For more than 50 years students from across New Mexico have participated in a UNM-PNM math contest, competing for cash prizes and bragging rights.
“It creates interest and excitement around math,” organizer Jehanzeb Chaudhry said. “Parents and teachers get involved, fostering knowledge and a community-based feeling.”
The UNM-PNM Statewide High School Mathematics Contest is a two-part competition that promotes mathematics education, while rewarding students, teachers and schools for excellence in mathematics. Students in grades seven through 12 have the opportunity to participate, however students in elementary school are also welcomed to compete.
“It’s very humbling and motivating to see some of the ingenious ways in which the high school students come up with solutions..." - Jehanzeb Chaudhry, UNM assistant professor
The contest, that draws in nearly 1,000 students each year, was established in 1966. PNM began sponsoring the competition in 1997, providing about $17,000 every year. The sponsorship contributes to prize money, books and other related expenses.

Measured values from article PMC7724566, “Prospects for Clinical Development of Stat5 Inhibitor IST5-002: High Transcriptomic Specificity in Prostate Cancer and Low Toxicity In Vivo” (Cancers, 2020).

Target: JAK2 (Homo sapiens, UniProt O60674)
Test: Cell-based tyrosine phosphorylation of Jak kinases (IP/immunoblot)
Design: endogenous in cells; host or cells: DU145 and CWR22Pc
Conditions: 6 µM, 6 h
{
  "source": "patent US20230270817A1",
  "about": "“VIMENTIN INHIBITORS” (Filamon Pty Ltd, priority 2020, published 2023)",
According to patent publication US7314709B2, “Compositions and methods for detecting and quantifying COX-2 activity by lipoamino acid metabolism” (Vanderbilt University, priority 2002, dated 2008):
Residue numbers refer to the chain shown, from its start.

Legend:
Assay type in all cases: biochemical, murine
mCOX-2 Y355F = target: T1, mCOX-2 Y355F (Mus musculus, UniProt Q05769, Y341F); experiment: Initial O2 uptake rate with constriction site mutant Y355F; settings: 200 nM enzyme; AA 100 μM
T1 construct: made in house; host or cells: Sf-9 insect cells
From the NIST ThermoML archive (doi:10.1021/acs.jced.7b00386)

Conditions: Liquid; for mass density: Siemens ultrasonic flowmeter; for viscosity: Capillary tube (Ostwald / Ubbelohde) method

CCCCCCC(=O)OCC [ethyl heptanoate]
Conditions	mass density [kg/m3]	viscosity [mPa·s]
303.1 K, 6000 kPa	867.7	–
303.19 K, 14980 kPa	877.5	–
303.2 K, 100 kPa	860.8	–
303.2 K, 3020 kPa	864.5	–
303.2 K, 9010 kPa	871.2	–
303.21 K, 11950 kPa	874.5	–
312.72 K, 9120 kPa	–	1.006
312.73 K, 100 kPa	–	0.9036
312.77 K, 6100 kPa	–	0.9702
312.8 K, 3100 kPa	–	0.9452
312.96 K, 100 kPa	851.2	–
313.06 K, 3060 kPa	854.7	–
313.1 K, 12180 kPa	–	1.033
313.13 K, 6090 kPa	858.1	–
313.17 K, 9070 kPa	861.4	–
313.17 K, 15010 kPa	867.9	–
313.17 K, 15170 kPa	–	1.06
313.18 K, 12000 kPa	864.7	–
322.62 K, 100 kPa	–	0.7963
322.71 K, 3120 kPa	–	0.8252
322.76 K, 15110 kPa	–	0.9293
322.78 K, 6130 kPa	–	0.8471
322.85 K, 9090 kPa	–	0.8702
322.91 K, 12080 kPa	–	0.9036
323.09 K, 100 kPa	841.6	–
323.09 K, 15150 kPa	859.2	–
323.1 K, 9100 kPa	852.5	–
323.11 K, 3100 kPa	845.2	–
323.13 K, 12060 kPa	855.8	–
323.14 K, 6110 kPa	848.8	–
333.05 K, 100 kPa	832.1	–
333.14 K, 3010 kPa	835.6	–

“These students are learning valuable lessons that they can apply to a career in the field of science, technology, engineering, and math,” PNM Public Affairs Manager Laurie Roach said. “With these tools in their pockets, students can stay on top of the ever-changing and developing technology industry. This is extremely important as our state moves towards a clean, energy future.”
The annual contest is currently directed by UNM Associate Professor Hongnian Huang and Assistant Professor Jehanzeb Chaudhry. They are tasked with making sure the competition goes smoothly; inviting participants, organizing contest rounds and writing, distributing and grading exams.
“This contest fits in with UNM’s mission to help spread basic science knowledge into our community,” Chaudhry said.
The contest has two rounds of exams designed to test mathematical potential and ingenuity as well as formal knowledge. Round one was administered in November at each students’ home school. This month, the top finalists moved onto round two where they were invited to UNM to compete in the final exam. Students also heard from guest speaker and Kansas State University Professor Natasha Rozhkovskaya, who gave a public lecture: What do partitions count?
Huang and Chaudhry said the contest is an opportunity for students to continue to develop and sharpen their mathematical skills.
“We see students who come back from the previous year and they improve,” Huang said. “They see that they continue to get better and better scores, so this contest proves to be motivation for them.”
The winners will be announced at a banquet in April.
“It’s very humbling and motivating to see some of the ingenious ways in which the high school students come up with solutions to problems that we have not even thought about,” Chaudhry said.